There were no easy roads to Chattanooga this season.
For the first time since 1996, the top two seeds in the FCS playoffs advanced to the championship game. But No. 1 Montana and No. 2 Villanova had to earn their title shots Friday night at Finley Stadium.
"This team has the ability to dig deep," Villanova coach Andy Talley said after the Wildcats beat William & Mary 14-13 in the semifinals last Friday night. "I have never had a team as gritty as this group."
Montana coach Bobby Hauck could say the same about his bunch, which arrives in Chattanooga unbeaten, but far from untested.
The Grizzlies (14-0) survived a massive first-round scare against South Dakota State, which led 41-14 with 11:15 to play in the third quarter before Montana mounted an epic comeback, prevailing 61-48.
Montana kept that momentum going in the quarterfinals and shredded Stephen F. Austin 51-0 to set up a much-anticipated semifinal game against Appalachian State on Saturday.
With a crowd of 24,207 looking on, and weathering a frigid, snowy afternoon at Washington-Grizzly Stadium, the two FCS powers went back and forth all the way to the end. On the final play of the game, Appalachian State quarterback Armanti Edwards' pass to Brian Quick from the 3-yard line fell incomplete at the goal line.
The Grizzlies held on for a 24-17 win and advanced to the title game for the second year in a row and seventh time since their first appearance in 1995.
"Watching that scene after the game, that's as good as it gets," Hauck said afterward. "I've coached for a long time now ... and that's as good as it gets in college football. It was national television, in a whiteout blizzard and the place is going crazy. It was an insane celebration after the game."
While the Grizzlies were able to celebrate a return trip to Chattanooga, Villanova (13-1) celebrated its first title game appearance the night before.
The Wildcats were tested in the first round, beating Holy Cross 38-28, and then surprised many by whipping New Hampshire, which handed Villanova it's only loss during the regular season, 46-7 in the quarterfinals.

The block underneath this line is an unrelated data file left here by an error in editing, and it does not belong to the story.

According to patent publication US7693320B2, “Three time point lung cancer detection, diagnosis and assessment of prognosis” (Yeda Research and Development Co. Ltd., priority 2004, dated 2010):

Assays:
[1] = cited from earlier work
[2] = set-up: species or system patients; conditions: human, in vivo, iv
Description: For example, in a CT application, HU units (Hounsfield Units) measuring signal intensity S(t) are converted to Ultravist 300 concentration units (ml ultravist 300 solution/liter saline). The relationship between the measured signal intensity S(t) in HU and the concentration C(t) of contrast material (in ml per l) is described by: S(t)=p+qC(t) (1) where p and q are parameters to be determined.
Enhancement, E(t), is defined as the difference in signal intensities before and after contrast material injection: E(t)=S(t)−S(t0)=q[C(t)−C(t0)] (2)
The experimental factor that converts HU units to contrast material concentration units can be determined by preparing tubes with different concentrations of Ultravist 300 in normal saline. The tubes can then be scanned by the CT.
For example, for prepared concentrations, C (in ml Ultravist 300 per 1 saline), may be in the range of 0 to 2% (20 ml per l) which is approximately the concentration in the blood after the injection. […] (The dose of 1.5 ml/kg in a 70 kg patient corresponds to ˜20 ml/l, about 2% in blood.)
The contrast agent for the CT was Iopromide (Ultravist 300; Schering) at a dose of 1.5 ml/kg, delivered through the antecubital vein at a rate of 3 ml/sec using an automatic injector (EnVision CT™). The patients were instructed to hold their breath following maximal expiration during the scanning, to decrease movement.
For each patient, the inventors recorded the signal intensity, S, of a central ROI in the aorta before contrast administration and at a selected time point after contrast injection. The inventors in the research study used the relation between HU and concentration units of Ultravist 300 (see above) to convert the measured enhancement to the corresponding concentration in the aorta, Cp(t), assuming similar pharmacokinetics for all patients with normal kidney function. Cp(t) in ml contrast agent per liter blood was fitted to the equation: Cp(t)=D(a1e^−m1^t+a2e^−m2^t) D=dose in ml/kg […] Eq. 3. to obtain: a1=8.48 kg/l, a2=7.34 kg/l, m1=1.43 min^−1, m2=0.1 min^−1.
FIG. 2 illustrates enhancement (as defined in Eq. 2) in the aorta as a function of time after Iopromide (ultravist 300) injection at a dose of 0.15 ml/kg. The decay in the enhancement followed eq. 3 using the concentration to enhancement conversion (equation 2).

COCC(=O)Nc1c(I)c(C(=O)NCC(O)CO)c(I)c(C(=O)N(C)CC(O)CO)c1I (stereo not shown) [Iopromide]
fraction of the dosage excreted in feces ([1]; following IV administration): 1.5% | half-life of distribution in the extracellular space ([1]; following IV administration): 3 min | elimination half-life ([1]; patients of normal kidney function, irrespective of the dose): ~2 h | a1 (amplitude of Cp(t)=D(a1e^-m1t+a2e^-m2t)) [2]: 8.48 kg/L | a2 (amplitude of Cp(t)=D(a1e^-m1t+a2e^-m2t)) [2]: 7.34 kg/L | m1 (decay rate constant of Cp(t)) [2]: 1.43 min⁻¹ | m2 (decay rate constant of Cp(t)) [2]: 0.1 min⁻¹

That set up another Colonial Athletic Association rematch in the semis, against William & Mary. Both teams were vying for their first trip to Chattanooga and the Tribe appeared to be on the way after dominating the first half, though the score was just 10-0.
The second half belonged to Villanova, which had a crowd of just 4,171 on hand. Down 13-7 in the fourth quarter, quarterback Chris Whitney bounced outside on fourth down from the Tribe 1 for a touchdown and Nick Yako's extra point proved to be the game-winner.
"I knew that if I stepped up outside there wouldn't be anybody there," Whitney said.
It's exam week at both schools, so playbooks won't be the only things the Grizzlies and Wildcats will be studying during their time in town this week.
"I hope the professors and the school realize what we're going through, and I feel that they do," Villanova safety Ross Ventrone said Sunday. "They are being very understanding and flexible with everybody's schedule. I think they are allowing us to focus as much as possible on football as we can without letting football and school get in the way of each other."
Montana, meanwhile, has to deal with exams, a cross-country flight and because it played Saturday it has one less day to recover from the semis and prepare for the Wildcats.
"It's kind of a nightmare for us," Hauck said last week, "but we'll make the best of it and be ready to play."